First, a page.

Chinese love for luxury products together with an increasing purchasing power led to an extraordinary explosion of the luxury market in the PRC, which now accounts for one-third of the global spending
2018 has represented the year of China’s overtaking on the West. In particular, the Celestial Empire is powering the global market for luxury goods accounting for one-third of the worldwide consumption.
When it comes to luxury consumption, Chinese have been ranking first for three years now with two-thirds of the purchases made outside Chinese boundaries, mainly in Europe and the United States.
In March, the global management consulting firm Bain & Company released a report revealing that Chinese spending on high-end consumer goods accounted for 33% of the annual global $294 billion-market in 2018, followed by the US and Europe whose contribute accounted for 22% and 18% respectively.
But this kind of spending is not growing abroad only, the report shows the domestic market also grew in 2018. For the second year in a row, domestic luxury consumption reached $25 million last year, registering a 20% growth. It means that Chinese consumers made 27% of their high-end purchases in China in 2018, up from 23% in 2015, and this share is expected to increase to 50% by 2025.
China’s personal luxury goods market is projected to expand by 6% annually through 2024, and by then Chinese shoppers will contribute 40% of the worldwide sales driving 70% of the global luxury growth, according to Boston Consulting Group.
© Unsplash. Regarding overseas luxury travel, Chinese consumers focus heavily on shopping, allocating nearly 30% of their total travel budget to the activity.
Multiple cuts on VAT, the expansion of China’s middle-class, as well as the emergence of young generations more inclined to spend on high-end goods, are what drove the country’s boom in the luxury consumption.
On April 1, Beijing reduced the Value-Added Tax (VAT) on manufacturing products allowing big international luxury players to cut their prices in the Middle Kingdom. Announced in March, the tax cut aims at reducing the price gap between China and foreign countries in order to face the economic slowdown.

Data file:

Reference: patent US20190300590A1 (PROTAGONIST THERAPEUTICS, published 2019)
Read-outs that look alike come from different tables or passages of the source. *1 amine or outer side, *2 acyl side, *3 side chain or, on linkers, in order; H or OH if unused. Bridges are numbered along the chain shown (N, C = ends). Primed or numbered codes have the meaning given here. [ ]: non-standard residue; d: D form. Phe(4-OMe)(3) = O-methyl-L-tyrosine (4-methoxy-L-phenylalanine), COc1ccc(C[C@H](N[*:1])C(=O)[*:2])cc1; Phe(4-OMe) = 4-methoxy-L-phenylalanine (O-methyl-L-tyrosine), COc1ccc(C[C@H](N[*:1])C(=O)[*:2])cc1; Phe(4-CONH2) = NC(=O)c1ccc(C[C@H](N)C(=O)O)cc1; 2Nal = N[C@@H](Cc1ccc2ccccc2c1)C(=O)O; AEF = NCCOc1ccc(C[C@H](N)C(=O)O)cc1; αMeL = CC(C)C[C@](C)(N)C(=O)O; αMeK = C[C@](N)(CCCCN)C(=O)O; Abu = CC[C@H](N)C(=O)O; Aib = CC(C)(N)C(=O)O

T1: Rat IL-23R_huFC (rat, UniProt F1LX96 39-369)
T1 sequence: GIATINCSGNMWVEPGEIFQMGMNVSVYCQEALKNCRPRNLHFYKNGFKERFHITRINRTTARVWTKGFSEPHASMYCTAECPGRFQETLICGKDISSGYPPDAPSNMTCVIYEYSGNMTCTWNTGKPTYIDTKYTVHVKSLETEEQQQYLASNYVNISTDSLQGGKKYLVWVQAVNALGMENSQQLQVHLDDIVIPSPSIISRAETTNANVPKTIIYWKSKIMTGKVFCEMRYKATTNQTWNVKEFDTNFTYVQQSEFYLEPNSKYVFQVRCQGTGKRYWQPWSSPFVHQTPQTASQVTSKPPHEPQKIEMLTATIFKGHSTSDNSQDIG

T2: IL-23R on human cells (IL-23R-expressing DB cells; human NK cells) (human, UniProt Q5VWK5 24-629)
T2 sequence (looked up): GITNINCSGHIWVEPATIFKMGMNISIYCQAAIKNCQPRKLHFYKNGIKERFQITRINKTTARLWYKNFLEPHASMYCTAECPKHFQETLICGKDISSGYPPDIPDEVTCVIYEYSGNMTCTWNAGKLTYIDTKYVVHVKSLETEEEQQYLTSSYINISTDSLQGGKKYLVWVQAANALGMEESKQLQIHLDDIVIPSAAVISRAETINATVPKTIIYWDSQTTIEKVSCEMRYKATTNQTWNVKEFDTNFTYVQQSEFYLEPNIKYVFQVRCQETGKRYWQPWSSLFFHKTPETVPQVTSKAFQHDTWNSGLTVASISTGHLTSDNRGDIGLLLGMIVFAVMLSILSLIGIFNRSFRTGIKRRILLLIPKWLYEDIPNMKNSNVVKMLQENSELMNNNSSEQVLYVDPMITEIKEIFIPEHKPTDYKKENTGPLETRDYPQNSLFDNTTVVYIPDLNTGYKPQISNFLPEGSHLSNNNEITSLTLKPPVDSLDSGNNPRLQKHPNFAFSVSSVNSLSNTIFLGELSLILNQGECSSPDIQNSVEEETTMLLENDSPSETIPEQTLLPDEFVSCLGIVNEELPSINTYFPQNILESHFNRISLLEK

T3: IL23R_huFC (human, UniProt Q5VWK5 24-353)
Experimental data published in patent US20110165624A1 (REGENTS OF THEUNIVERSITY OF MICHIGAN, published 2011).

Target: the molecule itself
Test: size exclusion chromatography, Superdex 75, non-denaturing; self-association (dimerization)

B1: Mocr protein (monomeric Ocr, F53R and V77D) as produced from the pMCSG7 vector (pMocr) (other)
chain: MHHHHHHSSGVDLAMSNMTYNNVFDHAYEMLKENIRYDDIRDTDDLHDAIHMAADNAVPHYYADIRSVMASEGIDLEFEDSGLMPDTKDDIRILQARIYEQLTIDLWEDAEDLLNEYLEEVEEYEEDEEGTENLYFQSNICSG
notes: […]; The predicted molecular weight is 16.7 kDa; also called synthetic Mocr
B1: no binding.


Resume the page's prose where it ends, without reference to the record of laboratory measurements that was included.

Some brands like Apple and Louis Vuitton are already reviewing their price lists but according to the local press, on the Chinese website of Apple, latest iPhone models are already sold with a discount of 500 yuan (about $74).
In 2011, the luxury products sold outside China were about 68% cheaper than those same products sold in the country, but thanks to the measures taken over time, in 2017 the difference was reduced to 16%. Indeed, last summer, Beijing already lowered import duties by an average between 3 and 5%, with the goal of favoring purchases in the country.
Measures like tax reduction should encourage Chinese consumers, used to shopping abroad, to buy in local stores, thus fueling the domestic market by producing also first-time buyers of luxury goods.
Nevertheless, the constant expansion of a rich middle-class in China that aspires to establish its reputation through the purchase of high-end goods definitely drives the trend. Indeed, middle-class consumers will represent an estimated 65% of all Chinese households by 2027, according to research conducted by Bain & Company.
Moreover, Millennials and Generation Z – those born between 1995 and 2002 – represent today’s high-end buyers, who are destined to change the country’s consumption history in spite of the recent slowdown.
Compared to their counterparts in other countries, these young customers have stronger spending power and are more willing to spend their money. They start purchasing luxury goods at an earlier age, around 10 years earlier than the Europeans and 20 years before those in the US. Plus, they also buy more frequently and freely compared to older generations, making them among the major contributors to the market growth.
© Pixabay. In 2018, 425 million high-end consumers worldwide spent around $1 trillion. This spending was mostly driven by Chinese Millennials.
According to reports, Millennials are the main customer base for luxury goods, accounting for 27% of luxury consumers, a figure that is expected to rise to 40% in the next 5 to 7 years. However, a study by research firm OC&C Strategy Consultants revealed China’s Generation Z accounts for 15% of their household’s spending compared with 4% in the US, spending much more money than their Millennial cousins.